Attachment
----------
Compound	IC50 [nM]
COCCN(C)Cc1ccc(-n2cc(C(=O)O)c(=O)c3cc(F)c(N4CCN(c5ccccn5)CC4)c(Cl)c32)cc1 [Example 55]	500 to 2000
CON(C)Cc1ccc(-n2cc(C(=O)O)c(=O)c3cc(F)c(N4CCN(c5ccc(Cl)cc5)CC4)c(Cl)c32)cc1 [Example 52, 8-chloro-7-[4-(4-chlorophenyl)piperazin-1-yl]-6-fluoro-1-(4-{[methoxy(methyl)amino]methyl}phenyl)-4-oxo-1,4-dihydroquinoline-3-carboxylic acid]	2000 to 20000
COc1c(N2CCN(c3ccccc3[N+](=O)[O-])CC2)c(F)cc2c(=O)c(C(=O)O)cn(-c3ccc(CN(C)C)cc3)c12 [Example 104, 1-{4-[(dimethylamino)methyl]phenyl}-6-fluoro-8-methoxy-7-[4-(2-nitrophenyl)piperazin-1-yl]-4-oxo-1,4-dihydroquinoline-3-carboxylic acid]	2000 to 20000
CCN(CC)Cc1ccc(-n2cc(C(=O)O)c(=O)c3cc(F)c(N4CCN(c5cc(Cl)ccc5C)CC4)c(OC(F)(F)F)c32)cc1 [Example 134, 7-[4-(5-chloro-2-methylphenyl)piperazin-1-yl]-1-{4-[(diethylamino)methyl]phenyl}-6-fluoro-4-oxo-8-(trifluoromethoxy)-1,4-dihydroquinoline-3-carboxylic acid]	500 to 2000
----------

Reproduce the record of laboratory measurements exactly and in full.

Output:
Compound	IC50 [nM]
COCCN(C)Cc1ccc(-n2cc(C(=O)O)c(=O)c3cc(F)c(N4CCN(c5ccccn5)CC4)c(Cl)c32)cc1 [Example 55]	500 to 2000
CON(C)Cc1ccc(-n2cc(C(=O)O)c(=O)c3cc(F)c(N4CCN(c5ccc(Cl)cc5)CC4)c(Cl)c32)cc1 [Example 52, 8-chloro-7-[4-(4-chlorophenyl)piperazin-1-yl]-6-fluoro-1-(4-{[methoxy(methyl)amino]methyl}phenyl)-4-oxo-1,4-dihydroquinoline-3-carboxylic acid]	2000 to 20000
COc1c(N2CCN(c3ccccc3[N+](=O)[O-])CC2)c(F)cc2c(=O)c(C(=O)O)cn(-c3ccc(CN(C)C)cc3)c12 [Example 104, 1-{4-[(dimethylamino)methyl]phenyl}-6-fluoro-8-methoxy-7-[4-(2-nitrophenyl)piperazin-1-yl]-4-oxo-1,4-dihydroquinoline-3-carboxylic acid]	2000 to 20000
CCN(CC)Cc1ccc(-n2cc(C(=O)O)c(=O)c3cc(F)c(N4CCN(c5cc(Cl)ccc5C)CC4)c(OC(F)(F)F)c32)cc1 [Example 134, 7-[4-(5-chloro-2-methylphenyl)piperazin-1-yl]-1-{4-[(diethylamino)methyl]phenyl}-6-fluoro-4-oxo-8-(trifluoromethoxy)-1,4-dihydroquinoline-3-carboxylic acid]	500 to 2000